Hilton Pond Center for Piedmont Natural History and Operation RubyThroat: The Hummingbird Project expeditions are non-profit trips offered as outreach activities through which we learn more about winter behavior of Ruby-throated Hummingbirds. If you're interested in making a separate contribution to the Center and/or Operation RubyThroat, please see Supporting the Work of Hilton Pond Center.

After reading the information above, contact Debbie Sturdivant at Holbrook Travel by E-mail or phone (1-866-748-6146) if you have any questions about enrolling and/or to request enrollment forms. You can also ENROLL ON-LINE. See you in Costa Rica!

Adult female Ruby-throated Hummingbird (above),
captured for banding

All text, maps & photos © Hilton Pond Center

For complete reports on all our successful Neotropical hummingbird banding expeditions, please visit
"This Week at
Hilton Pond" at the following links:


See a write-up about the 2006 trip in the
May/June 2006 Costa Rica Outdoors magazine

AND . . .

A first for hummingbird banders! One of our ruby-throats captured in January 2008 in Costa Rica was encountered five months later in Baxley, Georgia USA!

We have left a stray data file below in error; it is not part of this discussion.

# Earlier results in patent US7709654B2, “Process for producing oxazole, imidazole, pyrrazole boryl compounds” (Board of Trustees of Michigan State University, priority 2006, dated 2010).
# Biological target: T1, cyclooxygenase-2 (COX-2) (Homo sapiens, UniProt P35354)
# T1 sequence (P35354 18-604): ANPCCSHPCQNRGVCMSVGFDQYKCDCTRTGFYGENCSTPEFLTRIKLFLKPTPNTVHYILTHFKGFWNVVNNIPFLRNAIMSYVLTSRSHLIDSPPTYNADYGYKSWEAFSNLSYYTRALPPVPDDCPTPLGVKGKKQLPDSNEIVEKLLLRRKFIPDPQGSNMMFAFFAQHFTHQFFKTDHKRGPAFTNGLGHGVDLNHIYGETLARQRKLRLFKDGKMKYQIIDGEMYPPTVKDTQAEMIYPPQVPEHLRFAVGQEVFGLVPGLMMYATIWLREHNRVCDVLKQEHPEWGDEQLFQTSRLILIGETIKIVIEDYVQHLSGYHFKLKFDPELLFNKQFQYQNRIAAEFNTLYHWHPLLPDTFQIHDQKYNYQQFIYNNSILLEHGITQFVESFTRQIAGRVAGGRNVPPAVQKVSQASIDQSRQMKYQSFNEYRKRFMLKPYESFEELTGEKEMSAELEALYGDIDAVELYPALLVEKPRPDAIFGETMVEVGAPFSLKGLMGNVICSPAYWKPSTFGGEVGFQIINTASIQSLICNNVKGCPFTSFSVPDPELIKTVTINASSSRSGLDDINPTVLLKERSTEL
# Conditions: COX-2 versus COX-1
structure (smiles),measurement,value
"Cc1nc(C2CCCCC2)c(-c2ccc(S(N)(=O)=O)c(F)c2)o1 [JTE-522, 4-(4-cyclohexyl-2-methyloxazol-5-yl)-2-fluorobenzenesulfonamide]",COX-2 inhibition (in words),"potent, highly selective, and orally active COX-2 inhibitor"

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Hilton Pond Center for Piedmont Natural History is a non-profit research & education organization in York, South Carolina USA; phone (803) 684-5852. Directed by Bill Hilton Jr., aka The Piedmont Naturalist, it is the parent organization for Operation RubyThroat. Contents of this Web site--including articles and photos--may NOT be duplicated, modified, or used in any way except with the express written permission of Hilton Pond Center. All rights reserved worldwide. To obtain permission for use or for further assistance on accessing this Web site, contact the Webmaster.